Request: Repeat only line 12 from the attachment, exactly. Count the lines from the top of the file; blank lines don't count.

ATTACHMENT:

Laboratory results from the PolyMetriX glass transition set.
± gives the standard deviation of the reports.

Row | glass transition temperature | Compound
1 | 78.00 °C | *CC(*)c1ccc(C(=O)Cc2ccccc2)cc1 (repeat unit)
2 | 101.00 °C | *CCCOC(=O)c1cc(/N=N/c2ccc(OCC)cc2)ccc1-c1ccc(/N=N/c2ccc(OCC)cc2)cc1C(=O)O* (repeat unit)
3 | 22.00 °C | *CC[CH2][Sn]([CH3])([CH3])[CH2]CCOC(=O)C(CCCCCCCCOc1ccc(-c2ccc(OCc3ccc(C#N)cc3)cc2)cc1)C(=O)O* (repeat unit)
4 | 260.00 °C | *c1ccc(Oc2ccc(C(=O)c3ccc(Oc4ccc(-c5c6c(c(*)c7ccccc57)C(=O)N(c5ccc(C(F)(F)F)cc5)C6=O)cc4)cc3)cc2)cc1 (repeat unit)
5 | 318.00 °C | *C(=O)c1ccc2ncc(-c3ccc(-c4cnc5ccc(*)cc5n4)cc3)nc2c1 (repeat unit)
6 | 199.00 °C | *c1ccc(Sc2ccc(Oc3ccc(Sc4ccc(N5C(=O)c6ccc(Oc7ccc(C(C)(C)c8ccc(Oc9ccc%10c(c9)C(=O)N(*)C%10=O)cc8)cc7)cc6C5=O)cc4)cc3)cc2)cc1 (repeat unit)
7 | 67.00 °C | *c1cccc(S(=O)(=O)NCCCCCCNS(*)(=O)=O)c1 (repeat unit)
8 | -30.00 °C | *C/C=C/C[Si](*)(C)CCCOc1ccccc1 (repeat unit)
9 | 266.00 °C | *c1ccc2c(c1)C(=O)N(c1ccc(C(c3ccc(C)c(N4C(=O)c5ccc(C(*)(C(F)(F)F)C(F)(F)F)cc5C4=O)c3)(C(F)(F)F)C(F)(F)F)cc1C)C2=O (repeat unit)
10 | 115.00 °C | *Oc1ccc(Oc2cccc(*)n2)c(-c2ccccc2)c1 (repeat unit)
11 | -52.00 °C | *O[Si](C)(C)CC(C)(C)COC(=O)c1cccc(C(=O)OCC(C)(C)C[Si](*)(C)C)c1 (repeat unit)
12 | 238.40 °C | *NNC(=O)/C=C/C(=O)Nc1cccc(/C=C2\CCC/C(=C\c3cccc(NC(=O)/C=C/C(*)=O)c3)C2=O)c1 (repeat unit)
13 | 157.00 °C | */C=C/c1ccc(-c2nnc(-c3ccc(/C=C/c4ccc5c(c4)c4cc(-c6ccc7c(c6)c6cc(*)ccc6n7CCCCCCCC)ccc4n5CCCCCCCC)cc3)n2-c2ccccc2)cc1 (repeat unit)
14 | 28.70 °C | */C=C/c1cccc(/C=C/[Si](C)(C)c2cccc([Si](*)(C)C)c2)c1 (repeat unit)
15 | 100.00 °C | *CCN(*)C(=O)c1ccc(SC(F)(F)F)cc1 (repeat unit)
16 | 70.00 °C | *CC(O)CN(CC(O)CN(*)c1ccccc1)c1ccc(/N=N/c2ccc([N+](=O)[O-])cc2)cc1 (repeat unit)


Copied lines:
9 | 266.00 °C | *c1ccc2c(c1)C(=O)N(c1ccc(C(c3ccc(C)c(N4C(=O)c5ccc(C(*)(C(F)(F)F)C(F)(F)F)cc5C4=O)c3)(C(F)(F)F)C(F)(F)F)cc1C)C2=O (repeat unit)